Here in Italy, the situation continues to evolve. Italy first declared a Covid-19 outbreak on February 20. On February 23, the U.S.-based CDC raised the threat level to 2 (exercise caution and wash your hands); last night, it was raised to level three (cancel all non-essential travel) for the two most impacted regions (still Lombardy and Veneto in the north and northwest of the country). Then, this evening, the CDC again raised the threat level to 4 (in brief, get out, but it is still a voluntary restriction) for the most impacted regions.
The distribution of the 888 cases by region, per the Protezione Civile, (14 out of 20 Italian regions affected): 531 in Lombardy, 151 in Veneto, 145 in Emilia-Romagna, 19 in Liguria, 11 in Piedmont, 8 in Tuscany, 6 nelle Marche, 4 in Sicily, 4 in Campania, 3 in Lazio, 3 in Puglia, 1 in Abruzzo, 1 in Calabria, and 1 in the Province of Bolzano (Alto Adige). One of the Tuscan cases is a Norwegian student who attends the Architecture school of l’Università di Firenze just a couple of blocks from where we live.
However, Covid-19 is spreading quickly across Europe, with cases in virtually every EU member state now; about 60% of those traced back to the Italian red zone now under military quarantine. This virus is going to spread. Many of us will contract it. I continue to believe that, based on what I have read, protecting our older and more vulnerable populations is the most important thing we can do.
I noted also the first fatality posted from the U.S. in the past couple of hours in Seattle.
I am not usually on Facebook anymore, as many of you know; I gave it up a couple of years ago. It was like quitting tobacco. Dipping in and out of the site now reminds me why I don’t go there much. What a shoutfest. In particular, there seems to be a counter-press-release swell in which people resident in Italy claim that everything is fine, in fact there is no better time to come than now! To me this seems disingenuous at best, and largely motivated by concerns about the threat (truly ever-present here) of tipping into economic recession as the tourist and fashion industries in particular take a huge hit due to cancellations. Everything is not fine, but business is happening as usual, and people are doing a good job keeping calm and staying informed.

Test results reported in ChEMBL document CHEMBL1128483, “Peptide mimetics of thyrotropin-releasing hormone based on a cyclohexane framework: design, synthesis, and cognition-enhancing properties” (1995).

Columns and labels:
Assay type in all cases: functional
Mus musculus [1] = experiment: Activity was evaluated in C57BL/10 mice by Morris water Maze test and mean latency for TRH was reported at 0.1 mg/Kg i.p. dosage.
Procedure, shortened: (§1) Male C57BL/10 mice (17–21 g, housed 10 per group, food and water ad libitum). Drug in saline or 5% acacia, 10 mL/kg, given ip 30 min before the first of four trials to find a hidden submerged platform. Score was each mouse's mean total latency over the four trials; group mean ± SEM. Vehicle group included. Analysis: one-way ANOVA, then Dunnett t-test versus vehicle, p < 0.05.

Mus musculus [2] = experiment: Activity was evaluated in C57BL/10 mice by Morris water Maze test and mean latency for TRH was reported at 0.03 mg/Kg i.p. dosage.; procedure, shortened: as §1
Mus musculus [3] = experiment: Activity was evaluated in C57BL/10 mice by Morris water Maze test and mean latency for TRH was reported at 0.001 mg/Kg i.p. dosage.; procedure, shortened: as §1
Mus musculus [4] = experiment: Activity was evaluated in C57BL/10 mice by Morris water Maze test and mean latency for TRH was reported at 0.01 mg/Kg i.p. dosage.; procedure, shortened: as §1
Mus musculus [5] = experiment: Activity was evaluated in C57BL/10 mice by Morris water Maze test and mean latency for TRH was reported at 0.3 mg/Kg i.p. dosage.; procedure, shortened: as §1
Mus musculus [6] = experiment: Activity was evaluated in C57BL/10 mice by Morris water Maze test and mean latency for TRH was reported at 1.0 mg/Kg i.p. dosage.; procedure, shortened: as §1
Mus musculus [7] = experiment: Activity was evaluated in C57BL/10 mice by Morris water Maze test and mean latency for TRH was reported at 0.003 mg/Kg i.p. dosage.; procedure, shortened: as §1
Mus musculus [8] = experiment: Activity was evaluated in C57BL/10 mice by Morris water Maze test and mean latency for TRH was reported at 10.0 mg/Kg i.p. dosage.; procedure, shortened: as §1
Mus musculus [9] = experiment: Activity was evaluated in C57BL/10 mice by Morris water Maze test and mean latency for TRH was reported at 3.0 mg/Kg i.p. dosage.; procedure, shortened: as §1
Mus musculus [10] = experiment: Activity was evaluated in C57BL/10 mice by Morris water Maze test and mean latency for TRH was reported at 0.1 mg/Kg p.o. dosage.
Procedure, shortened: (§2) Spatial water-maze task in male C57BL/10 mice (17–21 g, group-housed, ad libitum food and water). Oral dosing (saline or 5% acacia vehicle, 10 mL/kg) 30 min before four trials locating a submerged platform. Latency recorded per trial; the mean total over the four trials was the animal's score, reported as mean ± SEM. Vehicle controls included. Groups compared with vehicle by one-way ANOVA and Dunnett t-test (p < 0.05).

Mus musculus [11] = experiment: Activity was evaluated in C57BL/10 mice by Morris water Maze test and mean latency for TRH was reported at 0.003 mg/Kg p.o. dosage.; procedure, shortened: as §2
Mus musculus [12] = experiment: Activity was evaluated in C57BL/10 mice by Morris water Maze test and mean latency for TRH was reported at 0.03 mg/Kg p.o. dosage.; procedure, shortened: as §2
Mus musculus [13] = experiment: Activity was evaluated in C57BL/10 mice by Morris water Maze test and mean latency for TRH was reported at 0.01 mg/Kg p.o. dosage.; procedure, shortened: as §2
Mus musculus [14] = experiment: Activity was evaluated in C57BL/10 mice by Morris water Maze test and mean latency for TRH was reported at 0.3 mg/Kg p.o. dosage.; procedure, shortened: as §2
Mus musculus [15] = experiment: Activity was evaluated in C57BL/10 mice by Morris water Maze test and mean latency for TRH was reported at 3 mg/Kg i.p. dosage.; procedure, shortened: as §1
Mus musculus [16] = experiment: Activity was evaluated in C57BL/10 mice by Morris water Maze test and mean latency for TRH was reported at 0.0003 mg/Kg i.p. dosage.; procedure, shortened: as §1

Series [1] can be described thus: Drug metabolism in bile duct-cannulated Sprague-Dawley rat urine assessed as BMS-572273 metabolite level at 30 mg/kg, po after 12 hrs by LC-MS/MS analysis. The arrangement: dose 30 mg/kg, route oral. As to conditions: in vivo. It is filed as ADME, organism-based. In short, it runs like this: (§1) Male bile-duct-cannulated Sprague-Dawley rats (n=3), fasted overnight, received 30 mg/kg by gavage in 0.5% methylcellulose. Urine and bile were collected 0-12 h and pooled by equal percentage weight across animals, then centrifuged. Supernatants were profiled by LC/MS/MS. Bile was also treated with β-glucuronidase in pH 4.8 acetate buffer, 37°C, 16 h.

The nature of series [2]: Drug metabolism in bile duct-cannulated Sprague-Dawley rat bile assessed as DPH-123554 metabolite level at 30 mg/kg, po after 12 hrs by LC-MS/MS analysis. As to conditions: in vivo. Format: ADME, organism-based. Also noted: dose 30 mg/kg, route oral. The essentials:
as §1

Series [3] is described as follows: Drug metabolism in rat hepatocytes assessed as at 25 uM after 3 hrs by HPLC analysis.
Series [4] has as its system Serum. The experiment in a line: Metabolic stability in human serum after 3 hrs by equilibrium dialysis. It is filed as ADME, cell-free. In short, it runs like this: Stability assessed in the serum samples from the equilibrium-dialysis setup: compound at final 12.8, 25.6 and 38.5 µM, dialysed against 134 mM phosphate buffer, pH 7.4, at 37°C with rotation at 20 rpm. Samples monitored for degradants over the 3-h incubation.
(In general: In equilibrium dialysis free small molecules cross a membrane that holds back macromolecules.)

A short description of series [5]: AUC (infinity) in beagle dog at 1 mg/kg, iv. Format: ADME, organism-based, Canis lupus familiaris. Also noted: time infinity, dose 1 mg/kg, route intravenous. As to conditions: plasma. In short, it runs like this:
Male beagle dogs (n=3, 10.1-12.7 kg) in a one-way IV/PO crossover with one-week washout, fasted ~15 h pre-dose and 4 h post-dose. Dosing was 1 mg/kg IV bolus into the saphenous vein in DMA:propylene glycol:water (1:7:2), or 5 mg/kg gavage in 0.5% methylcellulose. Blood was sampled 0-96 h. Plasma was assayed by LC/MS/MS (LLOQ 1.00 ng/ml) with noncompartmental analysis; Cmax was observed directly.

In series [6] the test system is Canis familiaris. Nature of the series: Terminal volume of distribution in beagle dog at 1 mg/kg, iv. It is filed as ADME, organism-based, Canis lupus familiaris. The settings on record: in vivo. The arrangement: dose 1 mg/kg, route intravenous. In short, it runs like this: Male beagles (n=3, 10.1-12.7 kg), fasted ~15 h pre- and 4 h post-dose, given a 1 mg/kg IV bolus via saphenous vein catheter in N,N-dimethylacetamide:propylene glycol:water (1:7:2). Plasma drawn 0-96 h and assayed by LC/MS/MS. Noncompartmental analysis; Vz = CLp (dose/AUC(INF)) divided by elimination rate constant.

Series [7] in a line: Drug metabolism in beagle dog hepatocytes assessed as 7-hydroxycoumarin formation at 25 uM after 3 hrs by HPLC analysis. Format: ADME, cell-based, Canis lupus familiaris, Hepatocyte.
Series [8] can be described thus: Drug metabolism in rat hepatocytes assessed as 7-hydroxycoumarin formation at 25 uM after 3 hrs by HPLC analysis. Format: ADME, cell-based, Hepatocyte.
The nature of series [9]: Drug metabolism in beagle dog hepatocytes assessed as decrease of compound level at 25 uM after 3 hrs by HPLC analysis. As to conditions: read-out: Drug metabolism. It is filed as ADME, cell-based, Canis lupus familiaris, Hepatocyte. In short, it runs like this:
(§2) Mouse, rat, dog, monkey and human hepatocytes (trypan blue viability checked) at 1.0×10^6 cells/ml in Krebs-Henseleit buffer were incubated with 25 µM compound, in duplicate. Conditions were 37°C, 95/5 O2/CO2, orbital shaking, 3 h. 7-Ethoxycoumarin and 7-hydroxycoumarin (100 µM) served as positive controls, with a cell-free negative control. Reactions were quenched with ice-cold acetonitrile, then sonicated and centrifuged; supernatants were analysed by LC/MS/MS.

We went up to Gonzaga today help Jason and some of his staff say farewell to students (by “help” it may be more accurate to state, a mom and two small children tried out every piece of equipment in the gym downstairs). Washington state has indicated that people returning from affected zones will be asked to self-isolate for two weeks. I can’t blame them, since it seems the situation on the West Coast is going to ramp up here soon. Meanwhile, planes continue to take off and land at Florence Peretola airport, although it remains to be seen how the students from closing programs will all fly out next week. Talk of chartered flights is buzzing amongst the American program. Jason’s federal mole tells him that the U.S. government will not block any flights with passengers who have spent time in Italy.
There’s no CDC threat level above a 4, so I am not sure what new alert will wake us at midnight. (Spinal Tap comes to mind – “but this threat goes to 5!”) My instincts tell me to limit unnecessary super-social time, wash my hands, practice self-care during stress, and be careful, be watchful. And remember we are not in this alone. This outbreak might give the whole world a master class in community and interconnectedness. That would be a good outcome.
Stay tuned ….
Errata: Emilia-Romagna was not elevated to level 4 threat yesterday. All of Italy remains at Level 3, with the exception of Lombardy and the Veneto.